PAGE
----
As a true capitalist, I am a firm believer and can testify that no one is going to hand you anything. You have to go out and get it. Don’t let the socialist brainwash you into thinking that the government is there to rescue you. In fact, you’ll never achieve real wealth waiting on that to happen. At best, under the socialist regime they’ll give you just enough to survive and ensure that you are forever dependent upon them. Life isn’t meant for you just to survive, you’re here to thrive. Capitalism is the only way for you to achieve this. The beauty in capitalism is that it allows the chance for any and everyone to find their way to the top. The possibilities are limitless and the only boundaries that are defined are the ones you place on yourself.

I am a part of that “elite” 1% that everyone is always referring to and I didn’t get there waiting around for someone to save me. I became a warrior and used capitalism to catapult me to the top. I want you to know that you are capable of doing the same too. A part of why I resent the 1% so much is that they make people feel like extreme wealth is so unattainable and exclusive. My mission is to help you realize that it’s not. But what it’s going to take to get there is losing the socialist “save me” attitude and for you to get down in the trenches and find your inner capitalist warrior.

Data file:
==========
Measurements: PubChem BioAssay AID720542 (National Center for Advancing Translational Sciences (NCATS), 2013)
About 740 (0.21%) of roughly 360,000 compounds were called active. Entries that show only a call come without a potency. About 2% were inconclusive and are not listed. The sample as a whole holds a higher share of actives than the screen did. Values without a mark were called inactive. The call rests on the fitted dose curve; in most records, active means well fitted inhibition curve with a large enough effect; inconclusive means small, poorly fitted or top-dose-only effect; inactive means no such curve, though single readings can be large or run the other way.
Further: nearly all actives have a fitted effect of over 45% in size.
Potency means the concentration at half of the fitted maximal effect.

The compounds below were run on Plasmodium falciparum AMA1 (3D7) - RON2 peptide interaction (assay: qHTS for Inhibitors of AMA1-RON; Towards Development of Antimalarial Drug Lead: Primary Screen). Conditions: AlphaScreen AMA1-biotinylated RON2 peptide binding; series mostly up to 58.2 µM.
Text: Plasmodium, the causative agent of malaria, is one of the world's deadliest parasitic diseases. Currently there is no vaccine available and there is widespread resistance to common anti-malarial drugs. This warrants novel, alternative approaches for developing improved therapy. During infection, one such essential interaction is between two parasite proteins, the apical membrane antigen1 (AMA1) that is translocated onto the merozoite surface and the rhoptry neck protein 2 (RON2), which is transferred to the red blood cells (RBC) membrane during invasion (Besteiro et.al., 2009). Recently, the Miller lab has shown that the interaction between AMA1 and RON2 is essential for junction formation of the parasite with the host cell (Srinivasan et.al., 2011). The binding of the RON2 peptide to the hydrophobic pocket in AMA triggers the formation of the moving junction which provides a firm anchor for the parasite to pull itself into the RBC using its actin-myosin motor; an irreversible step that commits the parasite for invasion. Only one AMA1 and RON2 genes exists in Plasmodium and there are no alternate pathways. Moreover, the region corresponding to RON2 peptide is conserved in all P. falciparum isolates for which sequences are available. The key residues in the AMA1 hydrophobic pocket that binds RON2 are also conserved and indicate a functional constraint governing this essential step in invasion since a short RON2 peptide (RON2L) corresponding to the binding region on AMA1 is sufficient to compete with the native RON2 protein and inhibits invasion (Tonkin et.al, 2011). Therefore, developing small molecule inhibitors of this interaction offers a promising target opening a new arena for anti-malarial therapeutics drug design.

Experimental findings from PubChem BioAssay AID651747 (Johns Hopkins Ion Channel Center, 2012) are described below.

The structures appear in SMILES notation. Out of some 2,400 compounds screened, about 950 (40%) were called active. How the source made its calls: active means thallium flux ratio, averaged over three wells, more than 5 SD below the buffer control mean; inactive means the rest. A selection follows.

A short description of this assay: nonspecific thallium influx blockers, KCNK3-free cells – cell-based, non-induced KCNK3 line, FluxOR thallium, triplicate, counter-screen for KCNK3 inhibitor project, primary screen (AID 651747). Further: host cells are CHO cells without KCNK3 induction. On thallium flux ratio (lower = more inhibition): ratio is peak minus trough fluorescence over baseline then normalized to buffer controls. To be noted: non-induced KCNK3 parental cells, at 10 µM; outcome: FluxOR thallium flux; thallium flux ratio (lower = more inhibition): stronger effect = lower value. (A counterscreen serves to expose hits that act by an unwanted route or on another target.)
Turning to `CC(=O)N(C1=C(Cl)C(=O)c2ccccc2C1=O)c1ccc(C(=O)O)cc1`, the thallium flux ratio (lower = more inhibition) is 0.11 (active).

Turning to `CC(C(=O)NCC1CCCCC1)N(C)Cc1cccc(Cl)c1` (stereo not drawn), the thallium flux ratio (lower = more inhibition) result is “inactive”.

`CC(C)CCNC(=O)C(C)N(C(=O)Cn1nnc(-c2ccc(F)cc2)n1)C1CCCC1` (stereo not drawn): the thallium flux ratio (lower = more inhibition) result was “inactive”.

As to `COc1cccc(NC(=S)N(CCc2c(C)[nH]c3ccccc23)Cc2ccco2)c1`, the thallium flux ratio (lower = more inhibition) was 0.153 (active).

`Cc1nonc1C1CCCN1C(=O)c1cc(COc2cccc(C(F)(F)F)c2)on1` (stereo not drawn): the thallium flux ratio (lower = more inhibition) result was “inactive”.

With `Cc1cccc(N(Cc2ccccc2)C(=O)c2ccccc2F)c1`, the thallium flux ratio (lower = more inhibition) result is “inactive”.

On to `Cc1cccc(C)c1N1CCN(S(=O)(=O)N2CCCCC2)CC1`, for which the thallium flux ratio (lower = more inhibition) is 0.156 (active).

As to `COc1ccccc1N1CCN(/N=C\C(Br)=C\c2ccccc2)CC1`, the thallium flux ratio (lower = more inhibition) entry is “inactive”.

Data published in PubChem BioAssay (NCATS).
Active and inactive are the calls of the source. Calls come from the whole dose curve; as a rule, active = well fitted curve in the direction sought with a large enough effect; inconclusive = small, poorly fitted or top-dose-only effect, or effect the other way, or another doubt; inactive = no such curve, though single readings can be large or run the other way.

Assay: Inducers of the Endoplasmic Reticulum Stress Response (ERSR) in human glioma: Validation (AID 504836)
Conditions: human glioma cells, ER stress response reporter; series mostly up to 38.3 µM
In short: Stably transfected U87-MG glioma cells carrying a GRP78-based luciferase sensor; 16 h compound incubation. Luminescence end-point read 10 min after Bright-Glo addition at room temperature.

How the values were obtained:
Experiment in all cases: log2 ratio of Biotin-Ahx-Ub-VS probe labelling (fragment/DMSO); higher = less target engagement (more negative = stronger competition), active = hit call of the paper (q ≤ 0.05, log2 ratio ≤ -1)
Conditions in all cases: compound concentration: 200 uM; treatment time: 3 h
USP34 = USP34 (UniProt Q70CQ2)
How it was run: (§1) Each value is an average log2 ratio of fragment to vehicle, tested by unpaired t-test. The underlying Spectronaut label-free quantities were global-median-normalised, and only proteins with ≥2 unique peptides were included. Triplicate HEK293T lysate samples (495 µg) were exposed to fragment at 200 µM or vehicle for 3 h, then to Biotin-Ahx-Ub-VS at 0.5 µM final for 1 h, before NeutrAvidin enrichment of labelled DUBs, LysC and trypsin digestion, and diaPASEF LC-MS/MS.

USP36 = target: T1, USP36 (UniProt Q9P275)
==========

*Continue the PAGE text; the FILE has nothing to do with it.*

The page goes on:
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Making the Capital Markets Smarter Some Food for Thought

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I have finally come to the realization; after 30 years on Wall Street and Silicon Valley, that our capital markets are simply obsolete and that it’s high time for a new technology that allocates money and other resources far more efficiently than both our actual technology and government. The current VC/entrepreneurship worlds are in a mess, and to their credit, the players are doing some serious introspection. But mostly, it is still business as usual.